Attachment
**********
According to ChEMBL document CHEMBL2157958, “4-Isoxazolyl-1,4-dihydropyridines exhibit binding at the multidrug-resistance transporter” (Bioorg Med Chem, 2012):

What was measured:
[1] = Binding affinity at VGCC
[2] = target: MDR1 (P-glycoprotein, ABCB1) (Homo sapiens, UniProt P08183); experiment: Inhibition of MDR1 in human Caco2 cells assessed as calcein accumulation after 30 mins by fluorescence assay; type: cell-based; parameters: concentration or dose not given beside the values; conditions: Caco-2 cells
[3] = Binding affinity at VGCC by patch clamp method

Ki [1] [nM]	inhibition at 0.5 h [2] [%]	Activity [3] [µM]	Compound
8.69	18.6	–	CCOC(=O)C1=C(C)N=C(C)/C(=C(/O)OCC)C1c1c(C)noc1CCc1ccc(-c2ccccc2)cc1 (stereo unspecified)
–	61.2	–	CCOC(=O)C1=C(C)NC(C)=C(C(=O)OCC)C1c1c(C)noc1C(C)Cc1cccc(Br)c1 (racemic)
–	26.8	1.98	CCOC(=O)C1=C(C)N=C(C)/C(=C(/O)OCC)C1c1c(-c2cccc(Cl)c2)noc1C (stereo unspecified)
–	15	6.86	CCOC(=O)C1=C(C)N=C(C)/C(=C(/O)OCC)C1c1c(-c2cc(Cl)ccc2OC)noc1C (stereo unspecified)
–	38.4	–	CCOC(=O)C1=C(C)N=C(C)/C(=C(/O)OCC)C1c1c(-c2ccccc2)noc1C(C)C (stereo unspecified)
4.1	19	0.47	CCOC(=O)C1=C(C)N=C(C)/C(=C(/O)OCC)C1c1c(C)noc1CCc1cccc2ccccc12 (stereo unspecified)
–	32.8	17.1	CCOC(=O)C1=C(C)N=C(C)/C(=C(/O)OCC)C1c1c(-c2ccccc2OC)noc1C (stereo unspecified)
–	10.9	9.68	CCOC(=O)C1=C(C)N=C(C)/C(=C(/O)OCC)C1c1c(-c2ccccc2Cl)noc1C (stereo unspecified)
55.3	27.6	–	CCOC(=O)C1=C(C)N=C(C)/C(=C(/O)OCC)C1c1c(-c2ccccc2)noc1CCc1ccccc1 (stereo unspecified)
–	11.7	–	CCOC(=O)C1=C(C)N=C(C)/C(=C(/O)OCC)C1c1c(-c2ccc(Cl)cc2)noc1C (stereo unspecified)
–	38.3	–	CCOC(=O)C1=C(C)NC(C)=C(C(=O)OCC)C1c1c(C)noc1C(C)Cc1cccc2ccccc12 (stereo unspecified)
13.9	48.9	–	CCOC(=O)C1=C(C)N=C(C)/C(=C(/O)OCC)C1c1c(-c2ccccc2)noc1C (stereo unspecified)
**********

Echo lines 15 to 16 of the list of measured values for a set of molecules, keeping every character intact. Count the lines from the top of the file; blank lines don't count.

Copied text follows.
55.3	27.6	–	CCOC(=O)C1=C(C)N=C(C)/C(=C(/O)OCC)C1c1c(-c2ccccc2)noc1CCc1ccccc1 (stereo unspecified)
–	11.7	–	CCOC(=O)C1=C(C)N=C(C)/C(=C(/O)OCC)C1c1c(-c2ccc(Cl)cc2)noc1C (stereo unspecified)